Unsnap the white plastic clip and remove the latch bar that is connected to the handle. Also, unsnap the yellow plastic clip and remove the latch bar that is connected to the door lock pin. Another warning to those with tinted windows: the door lock pin could potentially scratch the tint when it’s loose, so be careful…




There is another latch bar – the one that we already removed on the front end from the interior door handle. It’s also connected to the latch back there with a green plastic clip. Leave this one connected – it will be beneficial later during reinstallation.

Next up, we need to remove the actual door latch. It is held on by three T30 star bolts. Remove these bolts and the latch will fall downward a bit. Have no fear, that’s why we left that other latch bar still connected to it…



***Reinstallation note: Use the latch bar that is still connected to the latch to lift it and line it up to reinstall the T30 star bolts.

Now that we have all of this interior door stuff out of the way, we can finally access the three bolts that hold the exterior handle onto the door. The one towards the front of the car (the one that often breaks the threads on the plastic handle causing this issue), you may have already noticed. You can see it through the big access hole in the door…



An 8mm socket will get that one off. Either go through the big access hole with a ratchet, or use a ratchet extension and go through the bolt hole from the window channel bracket that we already removed, as I did…



For the back two bolts, the trick is to go through a small hole in the very back portion of the door. First, remove the one push button retainer that holds the top trim piece of the door. Once that’s removed pull the top trim piece back a little and you’ll see a couple of holes in the door covered by some clear tape. Remove the tape and look inside, and there you will see the back two bolts of the exterior door handle since the latch is now out of the way…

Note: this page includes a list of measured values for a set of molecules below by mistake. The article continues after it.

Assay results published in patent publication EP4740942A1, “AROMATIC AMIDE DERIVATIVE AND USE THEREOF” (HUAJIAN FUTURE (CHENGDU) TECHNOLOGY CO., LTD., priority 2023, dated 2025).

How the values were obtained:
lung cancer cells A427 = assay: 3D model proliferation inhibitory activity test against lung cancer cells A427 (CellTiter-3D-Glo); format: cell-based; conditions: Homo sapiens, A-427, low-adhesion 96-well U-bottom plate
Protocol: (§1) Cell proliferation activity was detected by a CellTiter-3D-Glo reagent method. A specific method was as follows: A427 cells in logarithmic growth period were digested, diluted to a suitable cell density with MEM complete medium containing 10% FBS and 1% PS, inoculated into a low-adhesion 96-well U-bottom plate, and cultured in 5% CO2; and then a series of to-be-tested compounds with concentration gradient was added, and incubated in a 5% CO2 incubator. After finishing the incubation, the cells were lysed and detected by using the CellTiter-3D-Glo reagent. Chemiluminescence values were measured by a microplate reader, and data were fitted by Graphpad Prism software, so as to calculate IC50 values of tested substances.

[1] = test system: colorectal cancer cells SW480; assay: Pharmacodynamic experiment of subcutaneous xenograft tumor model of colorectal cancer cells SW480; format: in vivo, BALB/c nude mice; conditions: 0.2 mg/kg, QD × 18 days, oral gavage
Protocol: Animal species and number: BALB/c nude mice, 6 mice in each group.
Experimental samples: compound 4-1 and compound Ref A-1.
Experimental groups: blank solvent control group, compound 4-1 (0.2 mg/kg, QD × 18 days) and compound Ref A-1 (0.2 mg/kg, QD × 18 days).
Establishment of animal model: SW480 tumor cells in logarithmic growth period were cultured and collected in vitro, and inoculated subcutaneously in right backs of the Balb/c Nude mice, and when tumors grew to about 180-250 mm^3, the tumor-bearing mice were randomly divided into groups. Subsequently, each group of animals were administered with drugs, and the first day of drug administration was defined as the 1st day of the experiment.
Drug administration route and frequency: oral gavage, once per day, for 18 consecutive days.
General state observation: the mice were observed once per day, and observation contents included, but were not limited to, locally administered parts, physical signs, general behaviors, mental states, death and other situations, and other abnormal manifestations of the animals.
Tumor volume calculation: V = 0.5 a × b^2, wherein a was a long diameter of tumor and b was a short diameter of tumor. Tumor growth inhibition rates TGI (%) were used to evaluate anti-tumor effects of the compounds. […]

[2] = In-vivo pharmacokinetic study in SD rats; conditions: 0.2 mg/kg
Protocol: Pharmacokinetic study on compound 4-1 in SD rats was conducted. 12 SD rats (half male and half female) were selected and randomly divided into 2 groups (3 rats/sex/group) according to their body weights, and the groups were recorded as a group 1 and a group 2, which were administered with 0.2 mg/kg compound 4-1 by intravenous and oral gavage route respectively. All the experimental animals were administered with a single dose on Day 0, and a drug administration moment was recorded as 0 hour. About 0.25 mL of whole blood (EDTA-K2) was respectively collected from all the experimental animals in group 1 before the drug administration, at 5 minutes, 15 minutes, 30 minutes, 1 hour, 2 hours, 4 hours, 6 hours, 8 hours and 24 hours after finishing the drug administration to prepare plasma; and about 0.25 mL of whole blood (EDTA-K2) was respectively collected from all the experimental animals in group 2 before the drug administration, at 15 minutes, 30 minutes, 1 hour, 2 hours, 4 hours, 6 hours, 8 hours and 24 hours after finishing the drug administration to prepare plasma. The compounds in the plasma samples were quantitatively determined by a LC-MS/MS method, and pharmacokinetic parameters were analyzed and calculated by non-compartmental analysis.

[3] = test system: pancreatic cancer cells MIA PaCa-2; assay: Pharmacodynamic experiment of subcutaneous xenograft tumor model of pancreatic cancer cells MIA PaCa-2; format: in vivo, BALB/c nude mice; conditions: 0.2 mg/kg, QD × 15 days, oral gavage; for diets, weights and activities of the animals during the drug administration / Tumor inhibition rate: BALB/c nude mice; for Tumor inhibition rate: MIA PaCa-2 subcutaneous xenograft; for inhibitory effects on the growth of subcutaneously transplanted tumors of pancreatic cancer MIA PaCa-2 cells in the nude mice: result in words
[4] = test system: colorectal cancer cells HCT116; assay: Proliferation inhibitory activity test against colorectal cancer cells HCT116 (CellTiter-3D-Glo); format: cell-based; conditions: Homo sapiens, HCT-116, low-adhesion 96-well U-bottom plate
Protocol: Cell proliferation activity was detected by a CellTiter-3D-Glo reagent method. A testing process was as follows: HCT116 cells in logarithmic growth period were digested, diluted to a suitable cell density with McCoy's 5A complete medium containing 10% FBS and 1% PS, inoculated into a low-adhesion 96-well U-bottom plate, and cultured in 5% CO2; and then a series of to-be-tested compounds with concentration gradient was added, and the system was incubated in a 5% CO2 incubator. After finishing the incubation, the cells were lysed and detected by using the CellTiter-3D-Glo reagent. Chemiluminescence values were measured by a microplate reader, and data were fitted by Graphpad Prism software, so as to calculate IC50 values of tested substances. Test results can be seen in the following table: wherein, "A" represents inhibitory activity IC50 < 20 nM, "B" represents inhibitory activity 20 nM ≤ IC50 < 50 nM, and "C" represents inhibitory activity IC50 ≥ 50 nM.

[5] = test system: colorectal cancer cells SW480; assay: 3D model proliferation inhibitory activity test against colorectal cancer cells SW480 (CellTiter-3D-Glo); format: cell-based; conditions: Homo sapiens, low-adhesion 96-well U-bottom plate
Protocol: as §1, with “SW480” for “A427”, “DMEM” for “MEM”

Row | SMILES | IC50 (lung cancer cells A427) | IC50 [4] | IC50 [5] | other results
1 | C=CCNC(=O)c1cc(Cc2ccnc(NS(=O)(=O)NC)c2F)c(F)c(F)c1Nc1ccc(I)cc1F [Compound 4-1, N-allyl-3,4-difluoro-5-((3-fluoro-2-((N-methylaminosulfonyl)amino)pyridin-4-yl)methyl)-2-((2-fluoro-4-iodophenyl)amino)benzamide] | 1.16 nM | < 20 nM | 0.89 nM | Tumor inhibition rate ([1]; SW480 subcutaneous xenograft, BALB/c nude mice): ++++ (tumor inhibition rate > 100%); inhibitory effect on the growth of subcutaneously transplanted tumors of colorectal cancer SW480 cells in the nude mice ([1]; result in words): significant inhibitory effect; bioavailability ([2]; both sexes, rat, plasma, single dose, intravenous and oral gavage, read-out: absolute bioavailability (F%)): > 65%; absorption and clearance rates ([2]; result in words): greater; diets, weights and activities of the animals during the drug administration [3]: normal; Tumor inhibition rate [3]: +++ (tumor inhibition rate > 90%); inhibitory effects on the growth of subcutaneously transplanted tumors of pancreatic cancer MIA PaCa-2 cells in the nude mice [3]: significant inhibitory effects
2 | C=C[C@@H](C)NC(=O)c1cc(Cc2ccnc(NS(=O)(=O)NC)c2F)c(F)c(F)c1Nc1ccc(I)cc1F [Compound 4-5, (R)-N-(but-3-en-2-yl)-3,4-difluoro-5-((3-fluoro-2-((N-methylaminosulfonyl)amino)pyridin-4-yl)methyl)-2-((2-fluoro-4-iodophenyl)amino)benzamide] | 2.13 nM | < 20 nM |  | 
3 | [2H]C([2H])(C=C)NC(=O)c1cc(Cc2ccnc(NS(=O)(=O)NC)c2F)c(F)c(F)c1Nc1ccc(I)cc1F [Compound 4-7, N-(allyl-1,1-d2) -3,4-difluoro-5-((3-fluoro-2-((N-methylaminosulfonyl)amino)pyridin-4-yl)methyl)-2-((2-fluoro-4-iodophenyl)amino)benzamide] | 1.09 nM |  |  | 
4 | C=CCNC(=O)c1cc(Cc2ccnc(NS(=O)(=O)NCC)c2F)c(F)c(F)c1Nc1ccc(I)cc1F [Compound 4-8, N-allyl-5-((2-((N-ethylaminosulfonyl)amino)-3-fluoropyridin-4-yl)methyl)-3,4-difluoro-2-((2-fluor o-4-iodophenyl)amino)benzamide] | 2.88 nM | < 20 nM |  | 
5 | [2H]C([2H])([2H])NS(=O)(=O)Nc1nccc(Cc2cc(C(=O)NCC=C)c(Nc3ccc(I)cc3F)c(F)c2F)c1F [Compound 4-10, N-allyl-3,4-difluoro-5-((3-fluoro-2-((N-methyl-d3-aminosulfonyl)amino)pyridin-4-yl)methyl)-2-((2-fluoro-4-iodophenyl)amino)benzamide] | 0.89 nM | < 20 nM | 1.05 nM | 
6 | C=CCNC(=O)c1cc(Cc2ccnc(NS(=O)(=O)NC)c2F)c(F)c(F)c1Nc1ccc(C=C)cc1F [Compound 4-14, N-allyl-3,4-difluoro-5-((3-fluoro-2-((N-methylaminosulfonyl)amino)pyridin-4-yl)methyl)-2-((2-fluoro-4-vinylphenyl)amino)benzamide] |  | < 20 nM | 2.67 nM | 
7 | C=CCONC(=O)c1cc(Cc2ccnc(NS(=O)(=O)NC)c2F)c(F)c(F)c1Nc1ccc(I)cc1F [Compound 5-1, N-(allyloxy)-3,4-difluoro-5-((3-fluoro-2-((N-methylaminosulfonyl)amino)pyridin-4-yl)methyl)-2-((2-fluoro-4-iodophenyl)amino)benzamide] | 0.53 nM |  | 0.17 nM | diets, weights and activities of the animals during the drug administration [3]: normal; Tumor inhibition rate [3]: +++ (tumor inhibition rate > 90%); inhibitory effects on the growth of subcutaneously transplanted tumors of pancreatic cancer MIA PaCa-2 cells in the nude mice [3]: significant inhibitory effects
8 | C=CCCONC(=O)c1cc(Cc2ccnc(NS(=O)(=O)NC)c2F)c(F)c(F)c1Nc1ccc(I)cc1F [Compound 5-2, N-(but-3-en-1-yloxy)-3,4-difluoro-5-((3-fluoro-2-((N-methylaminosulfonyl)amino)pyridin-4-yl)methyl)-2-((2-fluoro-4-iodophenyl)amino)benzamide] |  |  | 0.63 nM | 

Once again, an 8mm socket with a ratchet extension will get those off. Go right through the hole that the clear tape was covering…



***Note: It’s tough not to drop these bolts down your door. So keep a magnetic bolt retriever handy. If you don’t have one, there are actually a couple of channels cut into the bottom of the door panel – I assume for water drainage. They are kind of hidden by the rubber strip at the bottom of the door, but you can probably fish your bolts out of there if they drop.

***Reinstallation note: Also tough to get these bolts back in without dropping them. I used a little bit of tape and lightly taped the edge of the bolts onto the socket so that they would not drop before I got them started into the door handle threads.

***Another reinstallation note: Do NOT overtighten these bolts. Remember, you are screwing these into plastic threads on the door handle. If you overtighten them, then you may snap those threads and you’ll be buying yet another door handle.

*** Yet one more reinstallation note: The clear plastic tape was no longer good, so a recovered those rear holes with some Gorilla tape.

With those three bolts out, your door handle is now free. You kind of need to arch the front of the handle outward and the rear of the handle needs to be pulled up and out. Give it a little wiggle and it will come. And there you have it – the door handle is off!



Congrats! :fing02:

Obviously the installation of the new handle is all of these steps in reverse. Be sure to test your progress on each step. Sucks to have to go back in later because you forgot to attach a latch bar or something. So take your time and put it all back together properly. Here’s the finished result, like it never happened…



In the end, this is pretty easy… after I found out what NOT to do. The challenge is really just that it is so damn tight back there with very little access in the back of the door. But, I can’t imagine what the dealer would charge to put a new door handle on. This cost me $22, a couple of hours, and a little blood. I’ll take that anyday. Hope this helps someone! :fing02: